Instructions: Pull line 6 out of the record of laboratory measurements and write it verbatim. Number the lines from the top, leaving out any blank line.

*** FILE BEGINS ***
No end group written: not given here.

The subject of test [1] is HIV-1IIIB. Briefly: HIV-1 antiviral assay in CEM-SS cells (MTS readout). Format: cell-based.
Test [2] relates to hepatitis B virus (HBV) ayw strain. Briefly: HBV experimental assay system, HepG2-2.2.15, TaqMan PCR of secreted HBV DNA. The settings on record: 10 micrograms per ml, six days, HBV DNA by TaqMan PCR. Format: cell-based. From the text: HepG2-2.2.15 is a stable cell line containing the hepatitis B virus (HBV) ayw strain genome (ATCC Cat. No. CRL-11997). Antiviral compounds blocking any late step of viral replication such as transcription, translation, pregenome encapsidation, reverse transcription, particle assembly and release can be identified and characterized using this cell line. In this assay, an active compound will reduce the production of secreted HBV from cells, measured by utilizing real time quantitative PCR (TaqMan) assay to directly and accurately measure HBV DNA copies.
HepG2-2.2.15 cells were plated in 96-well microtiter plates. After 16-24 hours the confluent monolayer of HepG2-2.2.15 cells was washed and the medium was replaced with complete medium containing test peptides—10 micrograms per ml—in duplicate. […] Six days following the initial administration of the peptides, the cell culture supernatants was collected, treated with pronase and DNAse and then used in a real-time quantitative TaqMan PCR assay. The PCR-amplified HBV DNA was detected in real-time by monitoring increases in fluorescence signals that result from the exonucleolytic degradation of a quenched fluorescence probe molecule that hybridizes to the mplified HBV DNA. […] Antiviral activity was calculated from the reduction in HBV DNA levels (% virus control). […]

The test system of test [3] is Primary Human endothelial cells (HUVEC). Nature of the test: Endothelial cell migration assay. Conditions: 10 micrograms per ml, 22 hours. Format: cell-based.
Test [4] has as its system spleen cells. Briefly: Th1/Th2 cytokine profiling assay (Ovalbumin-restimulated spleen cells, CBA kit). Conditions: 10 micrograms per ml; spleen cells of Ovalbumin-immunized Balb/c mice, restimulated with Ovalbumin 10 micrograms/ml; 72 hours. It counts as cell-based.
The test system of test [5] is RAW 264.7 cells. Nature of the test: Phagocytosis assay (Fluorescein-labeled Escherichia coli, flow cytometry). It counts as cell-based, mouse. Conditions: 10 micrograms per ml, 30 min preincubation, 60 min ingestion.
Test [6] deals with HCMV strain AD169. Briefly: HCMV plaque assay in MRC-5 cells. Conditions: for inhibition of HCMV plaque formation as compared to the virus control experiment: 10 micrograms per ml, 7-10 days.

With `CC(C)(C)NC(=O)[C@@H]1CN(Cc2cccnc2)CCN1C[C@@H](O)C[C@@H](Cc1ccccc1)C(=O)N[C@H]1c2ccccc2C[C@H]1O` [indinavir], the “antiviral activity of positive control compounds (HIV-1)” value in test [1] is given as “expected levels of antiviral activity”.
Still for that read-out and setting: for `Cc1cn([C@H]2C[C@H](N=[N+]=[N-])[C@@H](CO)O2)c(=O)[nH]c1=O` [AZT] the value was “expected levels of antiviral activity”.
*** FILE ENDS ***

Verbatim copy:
Test [4] has as its system spleen cells. Briefly: Th1/Th2 cytokine profiling assay (Ovalbumin-restimulated spleen cells, CBA kit). Conditions: 10 micrograms per ml; spleen cells of Ovalbumin-immunized Balb/c mice, restimulated with Ovalbumin 10 micrograms/ml; 72 hours. It counts as cell-based.